Muntner P, He J, Astor BC, Folsom AR, Coresh J. Traditional and nontraditional risk factors predict coronary heart disease in chronic kidney disease: results from the atherosclerosis risk in communities study. J Am Soc Nephrol 2005;16:529-38. Link DOI Link PubMed
Rayner HC, Pisoni RL, Bommer J, Canaud B, Hecking E, Locatelli F, et al. Mortality and hospitalization in haemodialysis in five European countries. Results from Dialysis Outcome and Practice Patterns Study (DOPPS). Nephrol Dial Transplant 2004;19:108-20. Link DOI Link PubMed
Kronenberg F. Dyslipidemia and nephrotic syndrome: recent advances. J Ren Nutr 2005;15:195-203. Link DOI Link PubMed
Gomes F, Telo DF, Souza HP, Nicolau JC, Halpern A, Serrano CV Jr. Obesity and coronary artery disease: role of vascular inflammation. Arq Bras Cardiol 2010;94:273-9. Link DOI
Lekawanvijit S, Kompa AR, Wang BH, Kelly DJ, Krum H. Cardiorenal syndrome: the emerging role of protein-bound uremic toxins. Circ Res. 2012;111:1470-83. Link DOI Link PubMed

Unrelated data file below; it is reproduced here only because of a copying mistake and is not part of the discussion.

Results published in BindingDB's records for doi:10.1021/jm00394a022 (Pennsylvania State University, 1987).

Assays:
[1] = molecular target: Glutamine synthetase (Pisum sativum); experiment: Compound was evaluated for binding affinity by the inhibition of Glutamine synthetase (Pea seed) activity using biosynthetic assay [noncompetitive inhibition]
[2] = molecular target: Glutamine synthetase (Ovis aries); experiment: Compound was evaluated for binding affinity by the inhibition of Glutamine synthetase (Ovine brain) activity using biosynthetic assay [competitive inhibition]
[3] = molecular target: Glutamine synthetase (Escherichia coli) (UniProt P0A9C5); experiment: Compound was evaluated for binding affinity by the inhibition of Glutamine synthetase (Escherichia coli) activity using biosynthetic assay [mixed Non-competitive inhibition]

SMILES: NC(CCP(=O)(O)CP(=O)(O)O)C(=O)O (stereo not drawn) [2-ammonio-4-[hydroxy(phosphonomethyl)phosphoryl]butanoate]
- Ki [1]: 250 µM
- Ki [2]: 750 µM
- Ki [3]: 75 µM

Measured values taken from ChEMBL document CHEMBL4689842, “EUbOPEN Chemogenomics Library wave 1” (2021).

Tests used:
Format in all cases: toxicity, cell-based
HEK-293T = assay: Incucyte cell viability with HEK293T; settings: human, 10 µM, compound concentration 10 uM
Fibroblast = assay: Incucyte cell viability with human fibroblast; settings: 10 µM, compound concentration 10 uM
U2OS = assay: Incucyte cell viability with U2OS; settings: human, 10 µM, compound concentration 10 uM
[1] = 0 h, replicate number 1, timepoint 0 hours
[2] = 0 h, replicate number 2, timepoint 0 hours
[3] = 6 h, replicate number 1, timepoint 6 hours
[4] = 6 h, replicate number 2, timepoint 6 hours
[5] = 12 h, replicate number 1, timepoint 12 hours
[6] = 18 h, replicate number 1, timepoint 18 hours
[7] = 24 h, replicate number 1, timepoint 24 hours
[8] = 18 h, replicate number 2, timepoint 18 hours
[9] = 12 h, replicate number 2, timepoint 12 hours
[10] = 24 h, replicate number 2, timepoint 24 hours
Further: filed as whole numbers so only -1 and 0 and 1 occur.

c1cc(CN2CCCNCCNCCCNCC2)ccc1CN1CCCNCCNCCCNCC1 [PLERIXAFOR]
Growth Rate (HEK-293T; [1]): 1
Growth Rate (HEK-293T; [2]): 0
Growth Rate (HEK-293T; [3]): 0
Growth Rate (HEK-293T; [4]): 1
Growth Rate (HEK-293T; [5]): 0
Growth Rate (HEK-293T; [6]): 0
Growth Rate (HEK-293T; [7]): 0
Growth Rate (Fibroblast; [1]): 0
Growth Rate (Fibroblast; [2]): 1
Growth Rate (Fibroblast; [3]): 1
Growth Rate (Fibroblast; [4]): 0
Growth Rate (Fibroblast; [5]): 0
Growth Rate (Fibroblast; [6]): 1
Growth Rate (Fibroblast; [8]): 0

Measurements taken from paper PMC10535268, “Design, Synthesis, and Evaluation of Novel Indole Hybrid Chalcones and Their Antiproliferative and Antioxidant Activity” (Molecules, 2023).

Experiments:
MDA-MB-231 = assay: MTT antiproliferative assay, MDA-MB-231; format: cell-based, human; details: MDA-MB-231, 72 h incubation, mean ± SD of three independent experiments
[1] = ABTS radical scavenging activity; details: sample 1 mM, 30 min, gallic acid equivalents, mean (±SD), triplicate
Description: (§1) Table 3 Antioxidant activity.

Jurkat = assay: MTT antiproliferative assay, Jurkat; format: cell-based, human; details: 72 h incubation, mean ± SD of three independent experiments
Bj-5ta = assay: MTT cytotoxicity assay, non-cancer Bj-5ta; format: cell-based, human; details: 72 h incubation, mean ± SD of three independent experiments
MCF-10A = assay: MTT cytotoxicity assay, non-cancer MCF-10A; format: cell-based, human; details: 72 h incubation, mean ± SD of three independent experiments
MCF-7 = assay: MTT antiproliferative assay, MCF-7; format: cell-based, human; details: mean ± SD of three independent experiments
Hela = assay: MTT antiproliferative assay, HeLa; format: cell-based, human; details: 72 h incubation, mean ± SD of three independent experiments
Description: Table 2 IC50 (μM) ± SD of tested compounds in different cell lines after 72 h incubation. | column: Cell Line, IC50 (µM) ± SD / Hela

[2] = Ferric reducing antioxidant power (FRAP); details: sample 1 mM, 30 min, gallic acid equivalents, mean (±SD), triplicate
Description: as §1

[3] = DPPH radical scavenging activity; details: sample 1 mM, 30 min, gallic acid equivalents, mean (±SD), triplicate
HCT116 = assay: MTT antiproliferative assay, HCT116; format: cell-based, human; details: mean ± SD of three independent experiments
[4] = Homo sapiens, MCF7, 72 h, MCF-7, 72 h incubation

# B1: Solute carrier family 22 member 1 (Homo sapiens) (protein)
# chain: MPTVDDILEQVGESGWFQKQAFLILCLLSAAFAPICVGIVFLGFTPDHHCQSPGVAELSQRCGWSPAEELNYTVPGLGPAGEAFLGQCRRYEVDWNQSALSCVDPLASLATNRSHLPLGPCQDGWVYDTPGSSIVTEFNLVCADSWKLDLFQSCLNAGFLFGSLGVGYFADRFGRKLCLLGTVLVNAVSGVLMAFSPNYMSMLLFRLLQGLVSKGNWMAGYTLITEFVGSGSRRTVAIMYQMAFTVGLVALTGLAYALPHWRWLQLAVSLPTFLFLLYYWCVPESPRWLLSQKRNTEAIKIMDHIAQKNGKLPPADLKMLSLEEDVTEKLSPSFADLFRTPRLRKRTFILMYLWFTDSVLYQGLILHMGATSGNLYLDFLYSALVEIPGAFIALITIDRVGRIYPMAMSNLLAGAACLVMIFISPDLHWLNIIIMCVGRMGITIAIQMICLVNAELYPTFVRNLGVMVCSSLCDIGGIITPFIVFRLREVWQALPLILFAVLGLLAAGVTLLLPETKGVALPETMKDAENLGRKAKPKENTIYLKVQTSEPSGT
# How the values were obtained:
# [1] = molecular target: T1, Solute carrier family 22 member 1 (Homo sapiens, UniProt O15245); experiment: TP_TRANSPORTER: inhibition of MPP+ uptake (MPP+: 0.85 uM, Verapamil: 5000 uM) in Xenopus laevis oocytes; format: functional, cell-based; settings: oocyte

Flegal KM, Kit BK, Orpana H, Graubard BI. Association of all-cause mortality with overweight and obesity using standard body mass index categories: a systematic review and meta-analysis. JAMA 2013;309:71-82. Link DOI Link PubMed
Núcleo de Estudos e Pesquisas em Alimentação. TACO. Tabela Brasileira de Composição de Alimentos. 4ª ed. Campinas: Unicamp; 2011.
Rotenberg S, Marcolan S, Tavares E, Castro IRR. Oficinas culinárias na promoção da saúde. In: Diez-Garcia RW, Cervato-Mancuso AM, orgs. Mudanças alimentares e educação nutricional. 1ª ed. Rio de Janeiro: Guanabara Koogan; 2011. p. 327-39.